What is an Uninitialized or Illegal Pointer in C?

Question: What is an Uninitialized or Illegal Pointer in C Language and What Happens on Indirection of an Illegal Pointer?

Answer: As we know, pointers, whether initialized or uninitialized, hold addresses. And we perform Indirection on pointers to access values, indirectly, at locations pointed to by them. For example:

/* access_initialized_pointer.c -- Program accessing initialized pointers */
#include <stdio.h>
int main(void)
    int some = 20;
    int *iptr = &some;  /* iptr initialized with address of 'some' */
    printf("\nAddress of integer \'some\' in exp. \'int some = 20\' is %p\n"
           "and where \'iptr\' is pointing to, in exp. 'int *iptr = &some',"
            " is\n%p\n", &some, iptr);
    printf("\nLet's see what happens when we access initialized pointer "
           "\'ptr\' in exp.\n\'int *iptr = &some\'\n");
    printf("This gives Value %d of variable \'some\'\n\n", *iptr);
    return 0;

Notice output of above program, when run on Linux machine,

Address of integer 'some' in exp. 'int some = 20' is 0x7fff34ff3454
and where 'iptr' is pointing to, in exp. 'int *iptr = &some', is
Let's see what happens when we access initialized pointer 'ptr' in exp.
'int *iptr = &some'
This gives Value 20 of variable 'some'

Observe here that addresses of integer some and location where iptr is pointing to are same. And we performed Indirection on iptr to access the value at location pointed to by iptr, precisely the storage allocated to the integer some, to get the value of some which is 20.


Now, this time we turn to see an example with Uninitialized pointer, then performing Indirection on it and observe the output.

 * deref_uninitialized_ptr.c -- Program shows what happens when accessing
 * uninitialized pointers
#include <stdio.h>
int main(void)
    int *ip1;   /* ip1 declared pointer-to-integer, but not initialized */
    int *ip2;   /* ip2 declared pointer-to-integer, but not initialized */
    char *cp;   /* cp declared pointer-to-character, but not initialized */
    float *fp;  /* fp declared pointer-to-float, but not initialized */
    printf("Default Address \'ip1\' holds as %p\n", ip1);
    printf("Default Address \'ip2\' holds as %p\n", ip2);
    printf("Default Address \'cp\' holds as %p\n", cp);
    printf("Default Address \'fp\' holds as %p\n", fp);
    printf("\nNow, see, what happens when we access uninitialized pointers"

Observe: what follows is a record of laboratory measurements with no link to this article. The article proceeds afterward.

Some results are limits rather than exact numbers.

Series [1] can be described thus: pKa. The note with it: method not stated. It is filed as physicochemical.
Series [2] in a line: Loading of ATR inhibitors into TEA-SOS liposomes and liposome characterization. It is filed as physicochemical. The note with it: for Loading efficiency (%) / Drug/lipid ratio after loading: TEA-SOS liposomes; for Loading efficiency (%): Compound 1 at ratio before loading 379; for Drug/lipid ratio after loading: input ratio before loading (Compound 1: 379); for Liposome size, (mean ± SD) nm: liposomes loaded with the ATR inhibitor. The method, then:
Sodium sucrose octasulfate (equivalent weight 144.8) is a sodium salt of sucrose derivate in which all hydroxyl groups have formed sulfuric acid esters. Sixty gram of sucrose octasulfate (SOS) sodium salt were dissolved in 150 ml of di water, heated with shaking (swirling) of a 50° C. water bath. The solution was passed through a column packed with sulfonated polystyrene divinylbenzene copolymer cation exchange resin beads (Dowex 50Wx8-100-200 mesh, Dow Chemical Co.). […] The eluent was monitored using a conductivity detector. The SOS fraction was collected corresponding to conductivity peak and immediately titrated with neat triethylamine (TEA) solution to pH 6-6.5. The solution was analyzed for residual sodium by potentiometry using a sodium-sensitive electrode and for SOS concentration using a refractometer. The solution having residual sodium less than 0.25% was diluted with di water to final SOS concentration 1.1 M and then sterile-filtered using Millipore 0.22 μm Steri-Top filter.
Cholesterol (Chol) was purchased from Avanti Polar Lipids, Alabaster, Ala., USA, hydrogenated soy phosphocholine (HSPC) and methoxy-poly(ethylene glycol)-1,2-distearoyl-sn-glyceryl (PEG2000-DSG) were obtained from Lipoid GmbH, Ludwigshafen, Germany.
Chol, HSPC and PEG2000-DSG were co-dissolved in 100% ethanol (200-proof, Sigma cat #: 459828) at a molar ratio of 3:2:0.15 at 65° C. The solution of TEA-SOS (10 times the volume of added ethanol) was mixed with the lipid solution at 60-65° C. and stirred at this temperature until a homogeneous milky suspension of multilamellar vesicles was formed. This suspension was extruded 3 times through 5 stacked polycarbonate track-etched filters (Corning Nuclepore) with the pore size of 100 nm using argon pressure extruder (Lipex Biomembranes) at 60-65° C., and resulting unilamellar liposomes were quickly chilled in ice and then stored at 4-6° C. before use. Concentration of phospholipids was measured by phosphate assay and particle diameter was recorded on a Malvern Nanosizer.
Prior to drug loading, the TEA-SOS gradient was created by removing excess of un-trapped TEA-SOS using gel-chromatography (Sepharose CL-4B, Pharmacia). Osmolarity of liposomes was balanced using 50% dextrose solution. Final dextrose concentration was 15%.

printf("%d %d %c %f\n", *ip1, *ip2, *cp, *fp);
    return 0;


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Default Address 'ip1' holds as (nil)
Default Address 'ip2' holds as 0x7fff69f3bd80
Default Address 'cp' holds as 0x400420
Default Address 'fp' holds as (nil)
Now, see, what happens when we access uninitialized pointers...
Segmentation fault (core dumped)

So, what happened here, when we attempted to perform Indirection on uninitialized pointers? This caused an ERROR which ABORTED the program & displayed the massage “Segmentation fault”. What does this mean? Let’s try to know. Actually, when we compiled the program, compiler allocated the program a fixed storage in memory. This is called ‘Address Space’ of the program. But Uninitialized pointer, ip1 holds the default address, here nil fortunately, pointing nowhere in the memory, and when performed Indirection upon ip1, tried to access the location, in memory allocated to program, but not found and resulted in error causing Segmentation fault and aborted the program.

Generally, Uninitialized pointers hold default addresses which refer to locations beyond the scope of memory allocated to program by compiler. And hence, upon Indirection of such pointers Segmentation Fault occurs!

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Manish Bhojasia, a technology veteran with 20+ years @ Cisco & Wipro, is Founder and CTO at Sanfoundry. He lives in Bangalore, and focuses on development of Linux Kernel, SAN Technologies, Advanced C, Data Structures & Alogrithms. Stay connected with him at LinkedIn.

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